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Kiwi Sapper


Joined: 05 Mar 2009
Posts: 125
Location: Middle Earth & Home of Narnia; (Auckland, New Zealand)
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Sawubona wrote:
I gotta admire the two of you! You reenactors must be a tough lot with cast iron digestive systems......................


No risk.............No fun Laughing

Besides, where I live, I am not on town supply water. I collect it from the roof, along with contributions from birds, possums, and any passing low flying discharging air liner........So perhaps my survival is testament to having developed a higher than normal resistance to water bourne death.

Oh, and of course we "reenactors" always try to achieve realism so hence no plastic water bottles, digital wrist watches, McDonalds, etc. Then of course a man down screaming in agony with the rest of the squad backing away in horror of infection always adds that little final touch of "realism" we strain for.

BUT, if you want to be over the top safe, I'll just have straight rum in it and that should kill any botulism........but it may slow my acting down a tad.

i.e.. Arrow STAGE INSTRUCTIONS>Enter field of conflict, stage right wobbling and after audible voluble mutterings subsides beside a grassy mound and declines further participation"

_________________
It was a confusion of ideas between him and one of the lions he was hunting in Kenya that had caused A. B. Spottsworth to make the obituary column. He thought the lion was dead, and the lion thought it wasn't.
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Sawubona


Joined: 09 Nov 2005
Posts: 1179
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Captain Morgan can be a ferocious adversary Wink and has been known to put many a vigorous man hors de combat with seeming ease.
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IMA Waterbottles
timothylrose


Joined: 13 Jan 2012
Posts: 17
Location: Bognor Regis, West Sussex
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There is an easy way to reline the waterbottles by melting beeswax, dropping it into the bottle then a quick swirl round to coat the inside and drain what's left - works for all wooden waterbottles and gives them a degree of lining to hold water in them. ( I relined all my originals with ease)

We don't tend to use IMA's 1871 stuff ourselves - mainly because of the type of leather used and also the expense pouch and gussets were poor quality and needed reworking - some of their belt buckles are poorly cast as well - so it's easier to source our own from within the group. Haven't seen any of their water bottles close up - I still use originals out on the field and the copies the chaps carry are solid wood ones sourced UK side.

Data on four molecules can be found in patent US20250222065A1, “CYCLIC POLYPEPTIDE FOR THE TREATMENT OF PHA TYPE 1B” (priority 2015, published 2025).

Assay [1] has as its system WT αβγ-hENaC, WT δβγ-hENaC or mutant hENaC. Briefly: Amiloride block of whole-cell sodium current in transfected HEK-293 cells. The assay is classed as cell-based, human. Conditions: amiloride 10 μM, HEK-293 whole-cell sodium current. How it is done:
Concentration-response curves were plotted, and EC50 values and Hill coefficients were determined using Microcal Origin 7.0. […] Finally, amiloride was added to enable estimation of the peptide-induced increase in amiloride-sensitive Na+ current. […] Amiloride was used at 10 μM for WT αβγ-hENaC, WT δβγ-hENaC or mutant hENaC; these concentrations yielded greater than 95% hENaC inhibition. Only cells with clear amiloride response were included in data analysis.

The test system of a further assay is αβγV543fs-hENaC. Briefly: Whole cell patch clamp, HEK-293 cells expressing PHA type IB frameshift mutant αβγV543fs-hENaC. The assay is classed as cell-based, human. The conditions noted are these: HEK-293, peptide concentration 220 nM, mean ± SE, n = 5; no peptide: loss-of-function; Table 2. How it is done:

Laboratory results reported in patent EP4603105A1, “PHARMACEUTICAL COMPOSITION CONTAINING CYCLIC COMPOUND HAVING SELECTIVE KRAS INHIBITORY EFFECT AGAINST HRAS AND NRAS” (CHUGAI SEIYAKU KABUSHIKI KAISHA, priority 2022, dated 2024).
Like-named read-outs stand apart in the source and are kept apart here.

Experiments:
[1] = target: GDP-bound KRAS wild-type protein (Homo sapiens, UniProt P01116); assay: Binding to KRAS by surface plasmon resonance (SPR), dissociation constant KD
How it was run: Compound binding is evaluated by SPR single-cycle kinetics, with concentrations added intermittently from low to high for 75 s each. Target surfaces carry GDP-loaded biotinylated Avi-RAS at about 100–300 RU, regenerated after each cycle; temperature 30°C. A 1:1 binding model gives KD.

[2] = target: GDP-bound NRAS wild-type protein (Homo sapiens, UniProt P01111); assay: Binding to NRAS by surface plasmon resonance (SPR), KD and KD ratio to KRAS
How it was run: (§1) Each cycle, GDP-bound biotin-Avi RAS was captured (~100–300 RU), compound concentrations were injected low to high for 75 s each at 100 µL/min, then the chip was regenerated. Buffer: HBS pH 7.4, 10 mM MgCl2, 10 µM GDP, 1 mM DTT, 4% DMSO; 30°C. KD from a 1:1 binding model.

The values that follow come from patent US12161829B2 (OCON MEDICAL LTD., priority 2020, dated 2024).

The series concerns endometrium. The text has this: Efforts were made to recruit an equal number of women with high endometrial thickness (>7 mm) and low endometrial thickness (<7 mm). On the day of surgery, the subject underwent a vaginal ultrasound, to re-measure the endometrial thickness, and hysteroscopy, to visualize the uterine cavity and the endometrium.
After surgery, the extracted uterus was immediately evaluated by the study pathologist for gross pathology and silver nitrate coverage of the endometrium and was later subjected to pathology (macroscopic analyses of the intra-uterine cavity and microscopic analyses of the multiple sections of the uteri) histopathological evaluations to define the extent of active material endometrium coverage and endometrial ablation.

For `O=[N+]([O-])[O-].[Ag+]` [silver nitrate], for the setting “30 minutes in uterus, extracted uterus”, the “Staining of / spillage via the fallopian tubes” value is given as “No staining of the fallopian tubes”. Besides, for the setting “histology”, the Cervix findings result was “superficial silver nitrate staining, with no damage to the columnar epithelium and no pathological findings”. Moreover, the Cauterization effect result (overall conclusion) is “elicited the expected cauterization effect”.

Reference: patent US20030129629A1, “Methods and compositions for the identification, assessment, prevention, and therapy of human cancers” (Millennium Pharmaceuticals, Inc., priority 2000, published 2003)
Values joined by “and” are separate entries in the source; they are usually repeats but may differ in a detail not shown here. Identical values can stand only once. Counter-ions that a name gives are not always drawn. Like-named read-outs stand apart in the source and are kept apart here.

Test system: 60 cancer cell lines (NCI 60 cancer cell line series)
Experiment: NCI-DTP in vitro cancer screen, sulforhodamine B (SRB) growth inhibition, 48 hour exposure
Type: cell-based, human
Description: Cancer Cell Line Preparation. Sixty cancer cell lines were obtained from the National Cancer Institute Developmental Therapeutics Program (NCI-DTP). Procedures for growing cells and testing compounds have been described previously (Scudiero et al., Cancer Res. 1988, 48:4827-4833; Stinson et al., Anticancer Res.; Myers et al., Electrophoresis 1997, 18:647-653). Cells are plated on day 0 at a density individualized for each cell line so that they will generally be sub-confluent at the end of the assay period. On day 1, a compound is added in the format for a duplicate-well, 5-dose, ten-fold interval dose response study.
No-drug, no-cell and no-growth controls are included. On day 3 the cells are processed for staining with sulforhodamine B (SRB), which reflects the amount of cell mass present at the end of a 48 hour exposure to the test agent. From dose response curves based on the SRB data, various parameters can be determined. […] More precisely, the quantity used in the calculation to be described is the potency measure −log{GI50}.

That said we do use their 1888 sets because they are cheap - we bought them trade at 45 a set a few years back now - but they did need sanding down and staining before they were workable - but good for that price.

Atb - Tim
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Special Artist


Joined: 29 Apr 2012
Posts: 22
Location: UK
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Many thanks for that, Tim. The beeswax method has a comforting simplicity, and is presumably the original method too. I think my kit is an old IMA set, exactly as you describe, although the new sets are apparently buff, though the buckle looks the same. What I am particularly envious of are the helmets you fellows have! I remember an old thread saying that the company only do bulk orders. Why oh why can't the cheap (Vietnam?) producers flood the market with a decent shaped helmet, rather than the flared type every militaria shop in the country supplies????
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oldcontemtible


Joined: 26 Jun 2008
Posts: 46
Location: Fortress Antwerp, Belgium
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I have a waterbottle and craddle from the Thin Red line company, bought many years. 1 of my sons is putting together his impression of a 24th infantry man and decided to buy one from IMA.
Well there is a huge difference between. for 1 the price, but also leather used and the fabrication of the bottle itself.
You might also try :
http://www.militaryhistoryworkshop.co.uk/shop/index.php

Guy
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Special Artist


Joined: 29 Apr 2012
Posts: 22
Location: UK
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Nice link, Old C., thankyou. I do now have the IMA waterbottle et al. I think the bottle is great - not having had one before and wanting one for so long, it couldn't really fail to please at the price. The cradle and sling are shiny, but they'll do. It doesn't come with a wooden stopper, so I've whittled one, and it doesn't look half bad - and I'm assuming half the bottles on active service would have had self-whittled replacements. The waist belt, pouches etc are very nice, a really good buff, and strong, and no longer the shiny white they used to do. The belt buckle is rough and under sized, but I have a good replica to replace it with. The leather on the expense pouch is smooth rather than buff, but has been coloured so that it's barely noticeable. The frog is good, but needs a good stretch before I'd risk my scabbard in it. The real let down of the set is that one shoulder strap is lovely buff like the rest, and the other is smooth but coloured to match. Not noticeable from a distance, but up close it shows, and it is a shame that having done the rest so well, the set is let down by what I assume is corner cutting in the workshop, getting a couple of extra straps out of the sheet by doing it that way. I'm sure I can roughen the strap, but I'm not sure the colour will match then, as I didn't want to whiten them. But all in all it is a good set. The haversack seems overpriced to me, and also seems to be based on an 1880s pattern, as far as I can see from Pierre Turner, and the buttons are awful and need replacing, so expensive at the price.
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Water bottle from IMA